5. have interesting solutions been used in the interior?
The interior of the open-plan part of the ground floor has a reinforced concrete ceiling, which is exposed throughout and is not plastered. Counterbalancing the concrete is the natural oak wood on the floor. The reinforced concrete attracts attention and is often commented on by people who visit us along the lines of “and it stays like this?”. It is definitely not the obvious material one expects when entering a house.
The vestibule is in an extension to the main body of the building and its walls and ceiling are black, as a reference to its external colour and the colour of the facade of the main body of the building. Many people are wary of dark colours in the interiors, for me it was the obvious choice for an introduction to the main space of the house. From the vestibule, there is an entrance to a small lavatory also in black with a mirrored wall, to the boiler room, which is also a laundry room in combination with a wardrobe, and a storage room under the stairs separated in an unusual way by a furniture door (construction like a wardrobe front) instead of using a standard door there.
The vestibule is separated by a glass door, which formally separates the two spaces. An open area with a seating area, dining area and open kitchen. In this space it is worth noting the glazed window display with seating. A cinema screen is hidden in the top upholstery and a narrow cabinet front behind the sofa hides the projector. This was an idea that was already born during the finishing work and works perfectly. On sunny days, the screen also acts as a blackout blind when we don’t want to cover the windows from the outside with automatic shutters.
The seating area, combines with the t.v. enclosure, a row of shelves near the floor and a side shelving unit that is open on the kitchen side, but not visible from the entrance to the living area. I appreciate the simplicity of the form and the large amount of lockable storage that creates uniform even surfaces and does not reveal its contents.
The kitchen has a symmetrical form, with two extreme posts, one side with the refrigerator (the freezer is separately located in the pantry) and a post with the dishwasher and oven. The dishwasher went into the post because the base cabinets in the kitchen row against the wall are suspended so floor-standing appliances would not be applicable in this concept. The basic colour scheme of white, grey and oak-coloured wood panel is a natural background for the island, which contrasts with the whole. The construction of the island’s cabinets is based entirely on a metal frame consisting of welded round tubes. A breakneck execution, but it succeeded in realising my vision of a lightweight frame and an overhanging island cabinet.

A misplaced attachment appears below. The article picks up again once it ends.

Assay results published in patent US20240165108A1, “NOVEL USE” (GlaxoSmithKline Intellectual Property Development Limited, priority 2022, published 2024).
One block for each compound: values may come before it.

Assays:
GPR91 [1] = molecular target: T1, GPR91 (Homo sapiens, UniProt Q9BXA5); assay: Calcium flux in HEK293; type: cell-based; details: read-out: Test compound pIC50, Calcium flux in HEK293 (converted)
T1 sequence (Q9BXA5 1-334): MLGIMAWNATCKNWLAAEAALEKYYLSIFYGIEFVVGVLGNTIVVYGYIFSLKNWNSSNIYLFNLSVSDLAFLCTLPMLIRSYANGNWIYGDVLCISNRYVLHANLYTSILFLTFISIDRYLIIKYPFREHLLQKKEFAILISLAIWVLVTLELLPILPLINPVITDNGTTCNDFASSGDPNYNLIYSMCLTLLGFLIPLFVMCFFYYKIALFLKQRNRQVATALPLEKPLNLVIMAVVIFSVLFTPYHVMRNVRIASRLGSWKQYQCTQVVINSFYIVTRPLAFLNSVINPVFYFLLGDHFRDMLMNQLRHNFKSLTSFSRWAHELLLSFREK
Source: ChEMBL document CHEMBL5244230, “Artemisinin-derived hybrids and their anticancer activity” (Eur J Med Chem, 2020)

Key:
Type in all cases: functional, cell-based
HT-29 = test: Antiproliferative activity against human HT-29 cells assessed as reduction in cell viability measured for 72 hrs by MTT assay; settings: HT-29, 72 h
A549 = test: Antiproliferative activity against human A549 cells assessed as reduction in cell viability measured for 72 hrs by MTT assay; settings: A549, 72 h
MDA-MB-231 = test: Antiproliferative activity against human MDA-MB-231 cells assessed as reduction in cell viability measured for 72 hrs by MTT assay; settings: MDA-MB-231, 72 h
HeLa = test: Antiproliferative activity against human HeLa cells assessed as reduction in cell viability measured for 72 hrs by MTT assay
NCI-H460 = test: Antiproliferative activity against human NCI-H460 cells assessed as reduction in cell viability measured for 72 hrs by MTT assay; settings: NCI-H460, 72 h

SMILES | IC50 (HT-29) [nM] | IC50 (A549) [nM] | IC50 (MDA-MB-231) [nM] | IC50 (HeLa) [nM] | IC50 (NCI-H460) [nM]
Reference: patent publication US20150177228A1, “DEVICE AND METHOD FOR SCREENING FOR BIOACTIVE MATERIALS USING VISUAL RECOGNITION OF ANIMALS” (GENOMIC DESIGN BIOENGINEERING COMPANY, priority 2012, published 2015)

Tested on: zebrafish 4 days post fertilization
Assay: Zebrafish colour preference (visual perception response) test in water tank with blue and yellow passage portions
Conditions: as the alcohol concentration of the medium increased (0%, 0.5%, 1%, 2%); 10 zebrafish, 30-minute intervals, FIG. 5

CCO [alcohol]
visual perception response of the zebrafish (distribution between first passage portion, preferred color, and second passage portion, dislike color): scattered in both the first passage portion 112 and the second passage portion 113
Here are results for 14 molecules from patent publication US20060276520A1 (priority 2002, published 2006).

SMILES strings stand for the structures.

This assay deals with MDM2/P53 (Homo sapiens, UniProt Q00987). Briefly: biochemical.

The main appliance on the island is a hob with an integrated extractor hood. This is an unusual model in that the extractor hood is pulled out from the hob and integrated with it, so that we have a combination of efficiency and functionality. I was keen to ensure that the clean and symmetrical form of the kitchen design was not disrupted by additional ceilings or overhangs in the form of the island hood on the reinforced concrete ceiling.
Directly adjacent to the kitchen is a pantry with an additional worktop, under which there is a freezer, trash separators and on the worktop there is space to put the coffee machine and other equipment that I don’t necessarily want to have standing on the worktop in the kitchen. There is also a utility locker next to it where we store cleaning products and hoovers. In the pantry and storage room, I also used a furniture front solution so that we have fronts level with the wall and a delicate vertical handle. A simple, functional solution and additionally economical.
The staircase is located “off to the side” and is fully enclosed on 2 sides with solid walls, so it is not visible from the entrance to the living area. It has double the height due to the open roof truss, and in this narrow but long space, pendant lights and wall cladding on the sides of the staircase finished with a black band have been arranged in an interesting way. The wall cladding in the same combination of materials and colours is also found on the seating area and the wall between the bookcase and the kitchen. These treatments have given a seemingly uninteresting space an extra decorative aspect. For me, it also provides additional space to display paintings in the future.